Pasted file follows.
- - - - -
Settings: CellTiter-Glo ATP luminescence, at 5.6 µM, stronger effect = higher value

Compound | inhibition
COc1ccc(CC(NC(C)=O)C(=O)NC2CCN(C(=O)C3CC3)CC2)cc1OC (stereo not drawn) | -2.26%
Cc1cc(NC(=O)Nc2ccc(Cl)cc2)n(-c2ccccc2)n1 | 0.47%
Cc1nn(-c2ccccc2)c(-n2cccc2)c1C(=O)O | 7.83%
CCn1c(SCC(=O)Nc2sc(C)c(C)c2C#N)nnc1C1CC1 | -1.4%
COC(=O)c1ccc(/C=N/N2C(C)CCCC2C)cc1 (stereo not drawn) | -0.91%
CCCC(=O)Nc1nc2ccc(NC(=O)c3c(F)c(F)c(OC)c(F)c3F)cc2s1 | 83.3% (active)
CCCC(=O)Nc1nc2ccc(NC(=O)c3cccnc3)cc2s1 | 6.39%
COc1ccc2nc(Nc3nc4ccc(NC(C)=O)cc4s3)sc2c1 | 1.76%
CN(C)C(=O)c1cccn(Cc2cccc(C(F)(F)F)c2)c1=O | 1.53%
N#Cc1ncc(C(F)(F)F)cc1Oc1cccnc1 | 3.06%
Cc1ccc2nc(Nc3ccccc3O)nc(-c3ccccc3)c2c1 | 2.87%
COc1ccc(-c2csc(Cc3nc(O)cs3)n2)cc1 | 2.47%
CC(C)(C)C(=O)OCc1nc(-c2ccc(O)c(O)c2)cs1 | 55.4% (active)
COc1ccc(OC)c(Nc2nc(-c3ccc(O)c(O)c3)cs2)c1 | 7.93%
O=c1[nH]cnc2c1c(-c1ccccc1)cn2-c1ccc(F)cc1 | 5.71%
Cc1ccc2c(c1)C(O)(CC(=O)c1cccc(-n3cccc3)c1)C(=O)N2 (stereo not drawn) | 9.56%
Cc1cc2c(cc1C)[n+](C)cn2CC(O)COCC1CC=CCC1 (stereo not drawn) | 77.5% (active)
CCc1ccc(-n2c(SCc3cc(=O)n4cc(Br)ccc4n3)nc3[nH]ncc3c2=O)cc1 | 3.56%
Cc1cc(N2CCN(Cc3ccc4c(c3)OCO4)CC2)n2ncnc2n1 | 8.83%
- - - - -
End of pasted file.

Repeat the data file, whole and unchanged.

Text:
Settings: CellTiter-Glo ATP luminescence, at 5.6 µM, stronger effect = higher value

Compound | inhibition
COc1ccc(CC(NC(C)=O)C(=O)NC2CCN(C(=O)C3CC3)CC2)cc1OC (stereo not drawn) | -2.26%
Cc1cc(NC(=O)Nc2ccc(Cl)cc2)n(-c2ccccc2)n1 | 0.47%
Cc1nn(-c2ccccc2)c(-n2cccc2)c1C(=O)O | 7.83%
CCn1c(SCC(=O)Nc2sc(C)c(C)c2C#N)nnc1C1CC1 | -1.4%
COC(=O)c1ccc(/C=N/N2C(C)CCCC2C)cc1 (stereo not drawn) | -0.91%
CCCC(=O)Nc1nc2ccc(NC(=O)c3c(F)c(F)c(OC)c(F)c3F)cc2s1 | 83.3% (active)
CCCC(=O)Nc1nc2ccc(NC(=O)c3cccnc3)cc2s1 | 6.39%
COc1ccc2nc(Nc3nc4ccc(NC(C)=O)cc4s3)sc2c1 | 1.76%
CN(C)C(=O)c1cccn(Cc2cccc(C(F)(F)F)c2)c1=O | 1.53%
N#Cc1ncc(C(F)(F)F)cc1Oc1cccnc1 | 3.06%
Cc1ccc2nc(Nc3ccccc3O)nc(-c3ccccc3)c2c1 | 2.87%
COc1ccc(-c2csc(Cc3nc(O)cs3)n2)cc1 | 2.47%
CC(C)(C)C(=O)OCc1nc(-c2ccc(O)c(O)c2)cs1 | 55.4% (active)
COc1ccc(OC)c(Nc2nc(-c3ccc(O)c(O)c3)cs2)c1 | 7.93%
O=c1[nH]cnc2c1c(-c1ccccc1)cn2-c1ccc(F)cc1 | 5.71%
Cc1ccc2c(c1)C(O)(CC(=O)c1cccc(-n3cccc3)c1)C(=O)N2 (stereo not drawn) | 9.56%
Cc1cc2c(cc1C)[n+](C)cn2CC(O)COCC1CC=CCC1 (stereo not drawn) | 77.5% (active)
CCc1ccc(-n2c(SCc3cc(=O)n4cc(Br)ccc4n3)nc3[nH]ncc3c2=O)cc1 | 3.56%
Cc1cc(N2CCN(Cc3ccc4c(c3)OCO4)CC2)n2ncnc2n1 | 8.83%